Portland, Ore – In the wake of a shocking Oregon Public Broadcasting story revealing that a Department of Environmental Quality (DEQ) report was silenced by Big Timber and Oregon’s State Forester, conservation and citizen groups are calling on Governor Brown to provide the accountability and transparency promised when she took office. In a letter signed by more nearly a dozen groups, Governor Brown is asked to replace State Forester, Peter Daughtery, direct DEQ to finalize and release the report, and support comprehensive reform to the outdated laws that are not protecting the water quality of Oregonians. “Mr. Daugherty’s defense of business-as-usual logging practices is exactly opposite the kind of leadership we need to modernize Oregon’s antiquated Forest Practices Act and make it an effective vehicle for rural economic prosperity” said John Talberth, President and Senior Economist for the Center for Sustainable Ecomony “Under Peter Daugherty’s tenure it is clear that Oregonians can expect no relief from the ravages of clearcutting and chemical spraying and the economic damages these practices cause in the form of landslides, loss of fish and wildlife habitat, and contamination of drinking water supplies.”
State Forester, Peter Daughtery’s response and effective suppression of the DEQ report demonstrated that he is working to shield Big Timber from liability for the damages they cause rather than hold them accountable. His claims go so far as to say that clearcutting on steep slopes has nothing to do with increased risk of landslides, which is simply untrue. According to David Montgomery, professor of geomorphology at the University of Washington and author of Growing A Revolution: Bringing Our Soil Back to Life “It is long past time when it is credible to argue over whether clearcutting increases landslide rates off of steep slopes, and high time to forthrightly address what to do about it”. Daughtery has betrayed the public trust and ignored sound science, putting clean water and Oregon’s citizens at risk.
The report details how outdated logging techniques are putting cool and clean water at risk in 50 public water systems and should be released; Oregonians deserve to know that their water quality is being impacted. Industry interests and their friends within government agencies successfully canned a report from DEQ that raises significant concerns about how weak logging rules are allowing continued degradation of Oregon’s clean source waters. DEQ should complete and release the report without the undue influence of the State Forester and Big Timber’s concerns about their industry bottom-line.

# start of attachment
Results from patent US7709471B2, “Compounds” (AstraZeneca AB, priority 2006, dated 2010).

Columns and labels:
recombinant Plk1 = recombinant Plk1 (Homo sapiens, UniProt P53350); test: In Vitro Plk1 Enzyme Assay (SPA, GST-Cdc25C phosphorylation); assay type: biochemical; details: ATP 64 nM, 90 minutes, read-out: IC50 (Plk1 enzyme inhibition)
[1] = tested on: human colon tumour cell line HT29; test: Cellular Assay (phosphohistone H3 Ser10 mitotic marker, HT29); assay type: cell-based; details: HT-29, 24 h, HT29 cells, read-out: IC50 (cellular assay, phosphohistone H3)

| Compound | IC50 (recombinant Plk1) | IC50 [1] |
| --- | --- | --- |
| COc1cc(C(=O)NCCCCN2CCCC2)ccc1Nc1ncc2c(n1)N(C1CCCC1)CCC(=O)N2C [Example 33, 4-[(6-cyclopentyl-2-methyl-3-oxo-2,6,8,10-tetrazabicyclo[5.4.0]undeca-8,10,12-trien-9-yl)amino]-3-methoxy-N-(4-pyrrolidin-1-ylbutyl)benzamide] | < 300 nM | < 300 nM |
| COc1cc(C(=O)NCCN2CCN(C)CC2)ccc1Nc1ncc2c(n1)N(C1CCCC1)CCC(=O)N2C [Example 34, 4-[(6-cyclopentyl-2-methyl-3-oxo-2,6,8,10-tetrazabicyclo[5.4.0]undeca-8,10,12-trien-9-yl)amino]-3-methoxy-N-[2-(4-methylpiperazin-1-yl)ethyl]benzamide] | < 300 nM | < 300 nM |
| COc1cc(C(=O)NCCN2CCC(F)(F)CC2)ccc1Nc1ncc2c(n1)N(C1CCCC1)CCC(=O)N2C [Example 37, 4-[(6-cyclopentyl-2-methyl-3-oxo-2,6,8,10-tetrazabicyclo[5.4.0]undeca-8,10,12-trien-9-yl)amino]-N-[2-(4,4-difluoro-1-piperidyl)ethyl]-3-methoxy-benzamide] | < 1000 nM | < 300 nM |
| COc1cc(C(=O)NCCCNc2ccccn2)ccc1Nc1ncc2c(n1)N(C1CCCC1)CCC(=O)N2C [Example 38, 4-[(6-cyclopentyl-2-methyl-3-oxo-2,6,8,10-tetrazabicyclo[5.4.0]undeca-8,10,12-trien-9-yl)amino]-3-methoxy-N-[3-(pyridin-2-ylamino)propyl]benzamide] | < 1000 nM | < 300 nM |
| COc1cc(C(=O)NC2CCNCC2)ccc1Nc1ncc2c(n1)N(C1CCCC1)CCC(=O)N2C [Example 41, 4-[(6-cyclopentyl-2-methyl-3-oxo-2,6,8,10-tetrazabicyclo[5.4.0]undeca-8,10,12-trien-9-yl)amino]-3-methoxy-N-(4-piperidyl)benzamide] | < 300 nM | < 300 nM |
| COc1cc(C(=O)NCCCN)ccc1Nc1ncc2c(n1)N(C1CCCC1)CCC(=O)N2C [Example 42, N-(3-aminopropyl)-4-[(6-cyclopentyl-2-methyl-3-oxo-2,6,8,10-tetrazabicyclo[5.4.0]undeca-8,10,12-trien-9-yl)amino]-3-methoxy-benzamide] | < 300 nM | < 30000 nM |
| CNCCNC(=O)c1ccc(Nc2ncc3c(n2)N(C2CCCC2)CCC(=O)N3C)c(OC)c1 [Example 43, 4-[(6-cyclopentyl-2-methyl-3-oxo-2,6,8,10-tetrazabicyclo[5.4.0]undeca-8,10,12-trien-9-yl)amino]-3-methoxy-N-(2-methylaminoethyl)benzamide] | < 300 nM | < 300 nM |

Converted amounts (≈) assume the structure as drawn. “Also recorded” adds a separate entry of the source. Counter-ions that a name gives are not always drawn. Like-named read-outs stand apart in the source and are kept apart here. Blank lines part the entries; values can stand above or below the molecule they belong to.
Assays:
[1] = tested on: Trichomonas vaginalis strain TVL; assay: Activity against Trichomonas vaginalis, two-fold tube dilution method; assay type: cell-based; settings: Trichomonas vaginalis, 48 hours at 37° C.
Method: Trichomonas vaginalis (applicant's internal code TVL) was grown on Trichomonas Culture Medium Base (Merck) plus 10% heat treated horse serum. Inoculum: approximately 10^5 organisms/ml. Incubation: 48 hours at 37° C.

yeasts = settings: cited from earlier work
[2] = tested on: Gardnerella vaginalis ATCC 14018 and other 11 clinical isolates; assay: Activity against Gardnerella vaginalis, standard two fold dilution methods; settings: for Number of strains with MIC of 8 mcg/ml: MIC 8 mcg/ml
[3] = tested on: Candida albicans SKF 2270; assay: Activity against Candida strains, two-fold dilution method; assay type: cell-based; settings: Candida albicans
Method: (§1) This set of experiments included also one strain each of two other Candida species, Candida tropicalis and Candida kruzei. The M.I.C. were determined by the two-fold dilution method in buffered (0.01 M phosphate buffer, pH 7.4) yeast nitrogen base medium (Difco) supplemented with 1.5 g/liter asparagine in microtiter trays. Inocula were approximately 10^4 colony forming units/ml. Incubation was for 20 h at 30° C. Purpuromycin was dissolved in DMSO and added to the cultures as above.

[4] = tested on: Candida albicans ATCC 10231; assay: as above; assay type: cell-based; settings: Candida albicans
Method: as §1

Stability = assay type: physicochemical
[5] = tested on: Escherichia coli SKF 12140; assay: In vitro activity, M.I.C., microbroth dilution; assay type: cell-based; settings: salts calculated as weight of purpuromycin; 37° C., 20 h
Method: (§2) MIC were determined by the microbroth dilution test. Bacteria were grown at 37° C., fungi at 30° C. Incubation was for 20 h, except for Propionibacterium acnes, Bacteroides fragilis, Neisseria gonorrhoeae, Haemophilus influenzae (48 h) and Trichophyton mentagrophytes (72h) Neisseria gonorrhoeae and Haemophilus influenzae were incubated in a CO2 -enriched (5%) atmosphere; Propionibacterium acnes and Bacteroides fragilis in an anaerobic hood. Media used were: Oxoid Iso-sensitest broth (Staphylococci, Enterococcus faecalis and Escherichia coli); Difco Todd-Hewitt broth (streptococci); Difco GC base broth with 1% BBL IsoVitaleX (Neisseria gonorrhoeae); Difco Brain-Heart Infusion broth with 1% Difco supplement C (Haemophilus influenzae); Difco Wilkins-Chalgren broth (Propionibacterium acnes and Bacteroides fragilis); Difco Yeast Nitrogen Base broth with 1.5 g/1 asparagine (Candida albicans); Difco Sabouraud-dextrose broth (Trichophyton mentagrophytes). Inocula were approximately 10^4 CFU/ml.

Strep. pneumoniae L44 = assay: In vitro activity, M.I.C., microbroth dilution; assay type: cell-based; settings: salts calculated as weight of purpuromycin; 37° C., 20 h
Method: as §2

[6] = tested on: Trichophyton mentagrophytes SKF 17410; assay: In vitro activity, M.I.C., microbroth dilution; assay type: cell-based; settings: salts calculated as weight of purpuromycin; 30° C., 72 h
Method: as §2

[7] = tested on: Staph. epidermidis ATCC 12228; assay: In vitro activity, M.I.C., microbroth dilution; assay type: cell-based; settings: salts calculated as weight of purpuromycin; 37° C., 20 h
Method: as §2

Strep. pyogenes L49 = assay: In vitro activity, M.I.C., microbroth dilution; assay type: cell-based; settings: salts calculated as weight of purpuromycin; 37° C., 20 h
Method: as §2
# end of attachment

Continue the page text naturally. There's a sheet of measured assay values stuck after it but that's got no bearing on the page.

Oregon coastal communities are already seeing adverse impacts to their drinking water and Big Timber and Department of Forestry are denying the evidence that our laws are not protecting clean water and healthy rivers. “Between the years 2003 and 2013, 82% of the watershed, including its headwaters, was clearcut and then sprayed numerous times with pesticides.” According to Nancy Webster, a citizen of Rockof Rockaway Beach Citizens for Watershed Protection “During the time this extensive logging took place, the drinking water for Rockaway Beach had more violations of EPA allowable limits for trihalomethanes (THM’s), a known carcinogen, than any other community on the Oregon Coast. Trihalomethanes are an undesirable byproduct of the reaction between the disinfection chemicals that are used to treat drinking water and organic material found in the water, especially in turbid water.”
Oregon has the weakest rules on the west coast and those weak laws are paving the way for the degradation of public drinking water sources. Pacific Rivers and Center for Sustainable Economy are currently working to draft comprehensive reform to the Oregon Forest Practice Act to update the practices that are contaminating public water systems. . “Oregon’s laws to protect clean water from the impacts of industrial clearcutting are woefully inadequate,” said John Kober, Executive Director of Pacific Rivers “we hope that the Governor will fulfill her promise of government transparency and work to update laws and agency leadership to better protect rivers and clean water”.